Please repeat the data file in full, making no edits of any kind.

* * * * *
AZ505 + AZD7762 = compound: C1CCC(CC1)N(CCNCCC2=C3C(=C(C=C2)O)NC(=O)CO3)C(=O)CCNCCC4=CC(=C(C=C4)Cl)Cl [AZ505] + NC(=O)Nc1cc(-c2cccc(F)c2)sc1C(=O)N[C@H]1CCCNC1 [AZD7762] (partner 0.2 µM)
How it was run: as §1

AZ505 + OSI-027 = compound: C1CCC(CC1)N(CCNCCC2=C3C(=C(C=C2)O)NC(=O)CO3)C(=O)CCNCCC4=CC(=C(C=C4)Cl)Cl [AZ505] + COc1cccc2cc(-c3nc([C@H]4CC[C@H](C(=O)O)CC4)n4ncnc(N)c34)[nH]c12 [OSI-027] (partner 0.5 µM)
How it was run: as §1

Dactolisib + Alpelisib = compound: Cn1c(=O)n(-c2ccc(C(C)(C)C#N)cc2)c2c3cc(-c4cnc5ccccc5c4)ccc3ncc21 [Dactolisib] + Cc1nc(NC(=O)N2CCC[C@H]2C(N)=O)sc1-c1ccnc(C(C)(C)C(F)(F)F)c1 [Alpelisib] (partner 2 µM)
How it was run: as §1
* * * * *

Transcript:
AZ505 + AZD7762 = compound: C1CCC(CC1)N(CCNCCC2=C3C(=C(C=C2)O)NC(=O)CO3)C(=O)CCNCCC4=CC(=C(C=C4)Cl)Cl [AZ505] + NC(=O)Nc1cc(-c2cccc(F)c2)sc1C(=O)N[C@H]1CCCNC1 [AZD7762] (partner 0.2 µM)
How it was run: as §1

AZ505 + OSI-027 = compound: C1CCC(CC1)N(CCNCCC2=C3C(=C(C=C2)O)NC(=O)CO3)C(=O)CCNCCC4=CC(=C(C=C4)Cl)Cl [AZ505] + COc1cccc2cc(-c3nc([C@H]4CC[C@H](C(=O)O)CC4)n4ncnc(N)c34)[nH]c12 [OSI-027] (partner 0.5 µM)
How it was run: as §1

Dactolisib + Alpelisib = compound: Cn1c(=O)n(-c2ccc(C(C)(C)C#N)cc2)c2c3cc(-c4cnc5ccccc5c4)ccc3ncc21 [Dactolisib] + Cc1nc(NC(=O)N2CCC[C@H]2C(N)=O)sc1-c1ccnc(C(C)(C)C(F)(F)F)c1 [Alpelisib] (partner 2 µM)
How it was run: as §1